Labor Earnings and Community College Enrollment Since COVID: Evidence from California

(with Brian Johnson, Christopher Avery, and Elise Swanson)


Community college enrollments have fallen nearly 20 percent since 2019. In this paper, we examine the extent to which earnings growth has depressed enrollments in the California Community Colleges system, the largest network of community colleges in the U.S. We instrument for county labor earnings growth using a Bartik instrument approach that allows us to estimate labor earnings elasticities of enrollment by county for individuals over age 25 with a high school education. We estimate a pre-COVID elasticity of -0.99, and we find modest evidence that enrollment has become less sensitive to labor earnings since 2019. Enrollment declines are far greater than we would predict using observed earnings growth and estimated elasticities: Of the 18 percent decline in enrollments from Fall 2019 to Fall 2022, we attribute just 8 to 10 percent to earnings growth.

Economics of Foster Care

(with Joseph Doyle, Max Gross, and Brian Jacob)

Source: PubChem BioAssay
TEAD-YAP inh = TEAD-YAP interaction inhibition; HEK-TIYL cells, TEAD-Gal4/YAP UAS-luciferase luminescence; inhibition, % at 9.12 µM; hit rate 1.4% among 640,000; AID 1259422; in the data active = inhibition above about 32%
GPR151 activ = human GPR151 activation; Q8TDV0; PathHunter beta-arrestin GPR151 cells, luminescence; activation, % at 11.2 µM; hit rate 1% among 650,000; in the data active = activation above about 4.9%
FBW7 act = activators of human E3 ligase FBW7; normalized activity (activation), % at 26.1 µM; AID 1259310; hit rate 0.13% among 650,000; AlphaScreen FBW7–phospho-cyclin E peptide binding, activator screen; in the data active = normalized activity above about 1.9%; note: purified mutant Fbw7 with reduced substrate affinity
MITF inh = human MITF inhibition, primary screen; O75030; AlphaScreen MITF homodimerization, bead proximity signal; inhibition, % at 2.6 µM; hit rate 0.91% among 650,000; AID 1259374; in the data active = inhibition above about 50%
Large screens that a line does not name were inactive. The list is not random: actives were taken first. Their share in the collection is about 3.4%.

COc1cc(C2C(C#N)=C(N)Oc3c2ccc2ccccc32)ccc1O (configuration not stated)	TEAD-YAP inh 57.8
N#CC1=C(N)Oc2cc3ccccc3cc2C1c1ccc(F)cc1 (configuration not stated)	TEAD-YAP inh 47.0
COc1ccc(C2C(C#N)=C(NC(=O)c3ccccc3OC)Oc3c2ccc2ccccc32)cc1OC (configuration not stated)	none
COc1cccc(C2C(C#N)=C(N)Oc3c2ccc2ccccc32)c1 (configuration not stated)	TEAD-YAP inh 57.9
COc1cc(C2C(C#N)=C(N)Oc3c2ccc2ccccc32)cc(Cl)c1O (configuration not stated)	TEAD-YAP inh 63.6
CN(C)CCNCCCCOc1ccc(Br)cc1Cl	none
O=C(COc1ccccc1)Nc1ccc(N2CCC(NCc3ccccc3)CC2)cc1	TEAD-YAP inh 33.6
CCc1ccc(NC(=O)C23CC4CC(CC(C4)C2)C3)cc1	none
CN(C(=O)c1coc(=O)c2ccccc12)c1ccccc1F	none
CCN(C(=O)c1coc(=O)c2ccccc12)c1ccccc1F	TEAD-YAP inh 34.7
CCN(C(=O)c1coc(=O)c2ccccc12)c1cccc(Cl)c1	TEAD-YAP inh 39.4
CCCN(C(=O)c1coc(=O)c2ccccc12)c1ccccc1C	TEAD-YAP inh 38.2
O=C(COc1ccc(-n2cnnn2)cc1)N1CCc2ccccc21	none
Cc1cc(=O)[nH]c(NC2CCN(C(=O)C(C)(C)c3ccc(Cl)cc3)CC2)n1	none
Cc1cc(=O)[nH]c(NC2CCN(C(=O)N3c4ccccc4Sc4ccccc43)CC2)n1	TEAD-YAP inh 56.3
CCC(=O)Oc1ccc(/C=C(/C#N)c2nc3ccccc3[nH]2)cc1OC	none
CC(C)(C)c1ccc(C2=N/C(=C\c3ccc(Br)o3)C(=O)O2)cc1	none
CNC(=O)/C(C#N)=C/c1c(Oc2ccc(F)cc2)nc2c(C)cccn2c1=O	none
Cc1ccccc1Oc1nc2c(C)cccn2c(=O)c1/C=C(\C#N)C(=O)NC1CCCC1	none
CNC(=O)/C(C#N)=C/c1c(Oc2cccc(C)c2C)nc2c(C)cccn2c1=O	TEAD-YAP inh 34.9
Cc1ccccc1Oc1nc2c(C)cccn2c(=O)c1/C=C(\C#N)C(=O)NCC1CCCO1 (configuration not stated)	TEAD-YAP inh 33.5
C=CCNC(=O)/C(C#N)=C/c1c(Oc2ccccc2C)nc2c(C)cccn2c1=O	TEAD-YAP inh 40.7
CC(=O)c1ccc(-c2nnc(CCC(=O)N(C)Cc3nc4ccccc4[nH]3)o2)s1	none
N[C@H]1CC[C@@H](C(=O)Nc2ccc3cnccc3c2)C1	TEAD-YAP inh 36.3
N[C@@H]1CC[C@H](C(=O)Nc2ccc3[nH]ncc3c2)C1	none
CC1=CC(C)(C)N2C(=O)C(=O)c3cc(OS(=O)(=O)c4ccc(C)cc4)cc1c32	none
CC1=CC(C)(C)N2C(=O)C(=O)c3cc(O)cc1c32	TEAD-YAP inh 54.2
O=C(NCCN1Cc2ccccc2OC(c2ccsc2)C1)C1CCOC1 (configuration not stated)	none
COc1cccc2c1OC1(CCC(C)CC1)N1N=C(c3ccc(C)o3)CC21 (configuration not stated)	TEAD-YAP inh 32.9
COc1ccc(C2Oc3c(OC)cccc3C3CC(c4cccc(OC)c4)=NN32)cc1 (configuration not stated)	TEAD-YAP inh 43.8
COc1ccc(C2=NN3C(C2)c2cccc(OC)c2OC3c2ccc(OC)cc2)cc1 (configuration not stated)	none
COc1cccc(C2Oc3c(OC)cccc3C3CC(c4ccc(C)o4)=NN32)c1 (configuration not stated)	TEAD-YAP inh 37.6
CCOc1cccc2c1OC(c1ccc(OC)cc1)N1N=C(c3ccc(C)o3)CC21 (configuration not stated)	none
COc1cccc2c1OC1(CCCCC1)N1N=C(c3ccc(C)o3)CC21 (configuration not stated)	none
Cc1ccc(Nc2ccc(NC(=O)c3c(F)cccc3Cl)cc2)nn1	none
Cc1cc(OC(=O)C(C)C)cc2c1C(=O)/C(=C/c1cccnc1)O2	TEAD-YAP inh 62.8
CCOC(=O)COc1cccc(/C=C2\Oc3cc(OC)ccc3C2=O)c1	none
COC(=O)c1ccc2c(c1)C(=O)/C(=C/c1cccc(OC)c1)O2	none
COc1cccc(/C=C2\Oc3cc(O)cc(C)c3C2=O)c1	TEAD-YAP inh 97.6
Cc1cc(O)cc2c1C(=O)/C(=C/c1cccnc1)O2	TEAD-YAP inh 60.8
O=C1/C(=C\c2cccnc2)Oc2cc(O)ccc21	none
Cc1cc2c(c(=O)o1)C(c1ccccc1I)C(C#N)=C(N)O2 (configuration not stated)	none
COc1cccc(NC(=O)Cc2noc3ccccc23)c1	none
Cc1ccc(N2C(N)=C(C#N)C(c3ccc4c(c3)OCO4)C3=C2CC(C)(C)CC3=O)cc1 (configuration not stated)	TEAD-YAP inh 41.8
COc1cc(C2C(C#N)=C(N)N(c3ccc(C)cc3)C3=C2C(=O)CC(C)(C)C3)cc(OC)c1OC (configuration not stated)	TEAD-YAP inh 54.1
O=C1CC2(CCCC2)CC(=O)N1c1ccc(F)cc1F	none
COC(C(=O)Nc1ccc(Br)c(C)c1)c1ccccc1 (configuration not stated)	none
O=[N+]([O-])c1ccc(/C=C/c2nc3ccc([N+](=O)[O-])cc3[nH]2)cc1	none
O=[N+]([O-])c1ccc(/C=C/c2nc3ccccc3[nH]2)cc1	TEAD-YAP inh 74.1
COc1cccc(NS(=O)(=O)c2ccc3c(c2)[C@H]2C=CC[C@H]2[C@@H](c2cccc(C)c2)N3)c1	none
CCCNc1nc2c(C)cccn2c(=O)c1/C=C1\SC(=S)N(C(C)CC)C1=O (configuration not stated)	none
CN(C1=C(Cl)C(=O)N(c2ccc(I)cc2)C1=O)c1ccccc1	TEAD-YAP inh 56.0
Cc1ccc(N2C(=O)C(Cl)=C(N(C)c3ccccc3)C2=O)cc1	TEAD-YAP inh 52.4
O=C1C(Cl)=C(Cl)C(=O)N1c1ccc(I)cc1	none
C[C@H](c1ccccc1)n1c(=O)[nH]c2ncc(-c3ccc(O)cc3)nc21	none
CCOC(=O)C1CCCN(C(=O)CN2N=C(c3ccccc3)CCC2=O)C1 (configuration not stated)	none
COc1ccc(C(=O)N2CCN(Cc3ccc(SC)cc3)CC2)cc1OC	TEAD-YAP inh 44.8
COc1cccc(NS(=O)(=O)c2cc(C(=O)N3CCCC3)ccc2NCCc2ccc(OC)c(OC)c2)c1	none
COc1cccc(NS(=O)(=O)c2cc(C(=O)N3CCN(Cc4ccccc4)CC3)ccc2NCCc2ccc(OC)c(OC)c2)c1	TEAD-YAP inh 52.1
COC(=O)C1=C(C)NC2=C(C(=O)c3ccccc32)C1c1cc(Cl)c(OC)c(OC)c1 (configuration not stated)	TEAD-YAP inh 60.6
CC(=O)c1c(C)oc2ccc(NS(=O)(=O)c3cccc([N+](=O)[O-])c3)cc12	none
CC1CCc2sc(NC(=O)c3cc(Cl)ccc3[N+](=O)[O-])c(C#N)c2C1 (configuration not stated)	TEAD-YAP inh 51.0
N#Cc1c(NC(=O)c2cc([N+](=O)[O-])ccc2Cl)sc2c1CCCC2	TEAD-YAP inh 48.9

Journal of Economic Perspectives, Vol. 36, No. 2, pp. 223-246. 2022. Link.


Foster care provides substitute living arrangements to protect maltreated children. The practice is remarkably common: it is estimated that 5 percent of children in the United States are placed in foster care at some point during childhood. These children exhibit poor outcomes as children and adults, and economists have begun to estimate the causal relationship between foster care and life outcomes. This paper provides background on the latest trends in foster care policy and practice to highlight areas most in need of rigorous evidence. These trends include efforts to prevent foster care on the demand side and to improve foster home recruitment on the supply side. With increasing data availability and a growing interest in evidence-based practices, there are a range of opportunities for economic research to inform policies that protect vulnerable children.

The Causal Impact of Removing Children from Abusive and Neglectful Homes

(with Eric Chyn, Justine Hastings, and Margarita Machelett)

Journal of Political Economy, Vol. 130, No. 7, pp. 1919-1962. 2022. Link.


This paper measures impacts of removing children from families investigated for abuse or neglect. We use removal tendencies of child protection investigators as an instrument. We focus on young children investigated before age 6 and find that removal significantly increases test scores and reduces grade repetition for girls. There are no detectable impacts for boys. This pattern of results does not appear to be driven by heterogeneity in pre-removal characteristics, foster placements, or the type of schools attended after removal. The results are consistent with the hypothesis that development of abused and neglected girls is more responsive to home removal.